DPhil Physiology, Anatomy and Genetics
The University of Oxford
I am broadly interested in computational genomics, striving to extract biological information from large genomic datasets. At Oxford my research focusses on the application of computational and statistical methods to high-throughput RNA sequencing data. This has ranged from differential expression, to co-expression network and clustering analyses, seeking to gain insight into the biological processes underlying many different diseases and disorders, including influenza and autism.
Before joining the Ponting Group in 2012, I studied at the University of Nottingham reading for an MSci in Human Genetics. My undergraduate dissertation was centred around bioinformatics, and focussed on pattern-searching DNA for transcription factor binding sites using a Hidden Markov Model. I later gained a Genetics Society summer studentship for bioinformatic analysis of genome-wide data, and spent this time investigating the effect of anti-epileptic drugs on fetal DNA methylation. Similarly my masters thesis focussed on genome-wide data, detecting signatures of positive selection in cattle by applying various statistics through a sliding window algorithm. I also worked for the University of Nottingham as a bioinformatics intern, comparing microarray data from cancers in humans and dogs.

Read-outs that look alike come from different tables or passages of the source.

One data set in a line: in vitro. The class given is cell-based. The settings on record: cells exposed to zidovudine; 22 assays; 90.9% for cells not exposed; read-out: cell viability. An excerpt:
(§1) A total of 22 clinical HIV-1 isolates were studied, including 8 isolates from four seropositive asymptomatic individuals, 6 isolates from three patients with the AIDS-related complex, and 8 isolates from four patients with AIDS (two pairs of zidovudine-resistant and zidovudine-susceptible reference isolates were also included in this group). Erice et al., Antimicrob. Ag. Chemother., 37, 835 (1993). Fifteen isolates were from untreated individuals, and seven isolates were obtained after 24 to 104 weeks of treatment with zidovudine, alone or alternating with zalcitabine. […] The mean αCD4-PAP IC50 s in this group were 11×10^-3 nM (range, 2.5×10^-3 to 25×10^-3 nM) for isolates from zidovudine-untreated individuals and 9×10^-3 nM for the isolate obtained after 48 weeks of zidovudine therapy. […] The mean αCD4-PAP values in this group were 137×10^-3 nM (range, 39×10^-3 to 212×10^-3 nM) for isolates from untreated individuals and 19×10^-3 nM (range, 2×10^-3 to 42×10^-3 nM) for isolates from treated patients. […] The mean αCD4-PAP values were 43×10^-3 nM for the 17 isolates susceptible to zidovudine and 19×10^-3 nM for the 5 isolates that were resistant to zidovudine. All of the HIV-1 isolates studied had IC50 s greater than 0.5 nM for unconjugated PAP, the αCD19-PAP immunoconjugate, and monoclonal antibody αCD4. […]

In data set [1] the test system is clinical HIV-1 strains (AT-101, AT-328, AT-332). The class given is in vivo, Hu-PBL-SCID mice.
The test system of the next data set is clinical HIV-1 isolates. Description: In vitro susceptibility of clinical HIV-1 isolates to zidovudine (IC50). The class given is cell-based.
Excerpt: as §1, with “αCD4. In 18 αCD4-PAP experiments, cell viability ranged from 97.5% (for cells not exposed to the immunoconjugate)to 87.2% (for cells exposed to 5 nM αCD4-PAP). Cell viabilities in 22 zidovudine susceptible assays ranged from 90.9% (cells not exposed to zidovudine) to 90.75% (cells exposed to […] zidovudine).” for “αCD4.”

Identification of molecular signatures specific for distinct cranial sensory ganglia in the developing chick.
Patthey C. et al, (2016), Neural Dev, 11
Signatures of positive selection in East African Shorthorn Zebu: A genome-wide single nucleotide polymorphism analysis.
Bahbahani H. et al, (2015), Sci Rep, 5
Antiepileptic drugs and the fetal epigenome
Emes RD. et al, (2013), Epilepsia, 54, e16 - e19
Comparison of clustering methods for investigation of genome-wide methylation array data.
Clifford H. et al, (2011), Front Genet, 2